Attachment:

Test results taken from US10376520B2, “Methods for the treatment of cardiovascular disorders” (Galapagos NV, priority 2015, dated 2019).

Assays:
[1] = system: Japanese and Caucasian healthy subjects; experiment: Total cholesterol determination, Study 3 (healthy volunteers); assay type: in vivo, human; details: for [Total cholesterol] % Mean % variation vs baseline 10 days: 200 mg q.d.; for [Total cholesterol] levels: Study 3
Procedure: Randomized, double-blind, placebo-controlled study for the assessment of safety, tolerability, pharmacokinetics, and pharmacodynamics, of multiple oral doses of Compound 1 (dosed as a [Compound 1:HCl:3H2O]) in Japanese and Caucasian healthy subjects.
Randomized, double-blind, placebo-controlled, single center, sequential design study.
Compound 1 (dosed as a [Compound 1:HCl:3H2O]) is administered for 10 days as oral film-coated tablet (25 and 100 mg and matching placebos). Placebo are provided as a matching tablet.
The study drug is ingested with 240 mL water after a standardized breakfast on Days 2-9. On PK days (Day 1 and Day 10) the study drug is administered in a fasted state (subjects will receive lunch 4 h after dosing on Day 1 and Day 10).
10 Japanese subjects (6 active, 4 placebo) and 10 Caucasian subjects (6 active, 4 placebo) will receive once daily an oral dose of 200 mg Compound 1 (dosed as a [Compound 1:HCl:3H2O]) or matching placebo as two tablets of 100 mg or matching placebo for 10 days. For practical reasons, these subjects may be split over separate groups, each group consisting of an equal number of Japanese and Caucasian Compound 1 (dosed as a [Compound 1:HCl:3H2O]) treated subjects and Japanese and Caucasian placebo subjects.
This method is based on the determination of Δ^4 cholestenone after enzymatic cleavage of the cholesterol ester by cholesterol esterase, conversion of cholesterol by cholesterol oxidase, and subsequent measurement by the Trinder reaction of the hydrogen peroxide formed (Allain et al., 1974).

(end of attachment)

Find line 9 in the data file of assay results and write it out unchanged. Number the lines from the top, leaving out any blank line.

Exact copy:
This method is based on the determination of Δ^4 cholestenone after enzymatic cleavage of the cholesterol ester by cholesterol esterase, conversion of cholesterol by cholesterol oxidase, and subsequent measurement by the Trinder reaction of the hydrogen peroxide formed (Allain et al., 1974).